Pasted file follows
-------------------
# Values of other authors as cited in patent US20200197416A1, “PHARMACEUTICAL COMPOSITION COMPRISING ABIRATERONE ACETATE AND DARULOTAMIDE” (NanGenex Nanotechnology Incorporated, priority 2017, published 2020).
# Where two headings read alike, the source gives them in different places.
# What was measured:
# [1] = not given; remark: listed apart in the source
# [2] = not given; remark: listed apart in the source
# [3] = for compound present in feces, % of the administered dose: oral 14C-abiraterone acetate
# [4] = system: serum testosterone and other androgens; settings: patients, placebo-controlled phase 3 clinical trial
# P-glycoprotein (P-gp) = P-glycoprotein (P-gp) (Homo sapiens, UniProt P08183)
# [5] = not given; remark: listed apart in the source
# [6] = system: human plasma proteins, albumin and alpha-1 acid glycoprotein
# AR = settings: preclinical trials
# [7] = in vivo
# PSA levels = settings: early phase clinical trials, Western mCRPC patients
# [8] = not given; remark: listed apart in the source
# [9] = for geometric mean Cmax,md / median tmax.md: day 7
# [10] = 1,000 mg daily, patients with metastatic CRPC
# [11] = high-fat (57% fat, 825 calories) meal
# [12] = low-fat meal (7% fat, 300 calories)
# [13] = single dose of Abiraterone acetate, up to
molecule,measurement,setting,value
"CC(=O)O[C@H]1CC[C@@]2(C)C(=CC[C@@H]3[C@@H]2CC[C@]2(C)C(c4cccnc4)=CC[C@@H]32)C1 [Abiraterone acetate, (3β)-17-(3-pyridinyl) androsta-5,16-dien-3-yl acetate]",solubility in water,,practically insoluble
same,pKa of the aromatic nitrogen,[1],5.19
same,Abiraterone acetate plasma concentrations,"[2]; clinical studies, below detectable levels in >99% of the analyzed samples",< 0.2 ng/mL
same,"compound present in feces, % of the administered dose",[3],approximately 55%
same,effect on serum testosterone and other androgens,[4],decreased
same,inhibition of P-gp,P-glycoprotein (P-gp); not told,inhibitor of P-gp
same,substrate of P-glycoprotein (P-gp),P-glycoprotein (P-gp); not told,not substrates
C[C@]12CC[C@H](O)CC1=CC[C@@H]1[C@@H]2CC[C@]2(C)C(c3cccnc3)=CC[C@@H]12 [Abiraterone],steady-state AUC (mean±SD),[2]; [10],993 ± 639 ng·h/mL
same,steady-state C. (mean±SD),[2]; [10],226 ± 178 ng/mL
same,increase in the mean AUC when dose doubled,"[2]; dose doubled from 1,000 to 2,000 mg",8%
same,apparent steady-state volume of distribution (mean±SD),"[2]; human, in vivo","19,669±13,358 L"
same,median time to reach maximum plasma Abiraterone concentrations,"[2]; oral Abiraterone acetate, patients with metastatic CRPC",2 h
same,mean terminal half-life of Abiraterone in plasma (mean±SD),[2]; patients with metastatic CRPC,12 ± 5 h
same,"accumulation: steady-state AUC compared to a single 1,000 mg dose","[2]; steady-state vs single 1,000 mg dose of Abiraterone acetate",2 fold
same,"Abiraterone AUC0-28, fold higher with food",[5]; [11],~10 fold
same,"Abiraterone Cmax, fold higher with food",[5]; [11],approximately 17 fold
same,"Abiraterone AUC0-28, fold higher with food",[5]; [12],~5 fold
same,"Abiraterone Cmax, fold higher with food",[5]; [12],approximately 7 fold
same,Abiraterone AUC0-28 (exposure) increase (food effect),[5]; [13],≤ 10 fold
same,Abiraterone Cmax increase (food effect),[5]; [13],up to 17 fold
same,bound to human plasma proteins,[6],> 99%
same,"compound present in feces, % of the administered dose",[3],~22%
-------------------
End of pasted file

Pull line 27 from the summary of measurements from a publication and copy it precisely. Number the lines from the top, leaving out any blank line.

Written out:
same,substrate of P-glycoprotein (P-gp),P-glycoprotein (P-gp); not told,not substrates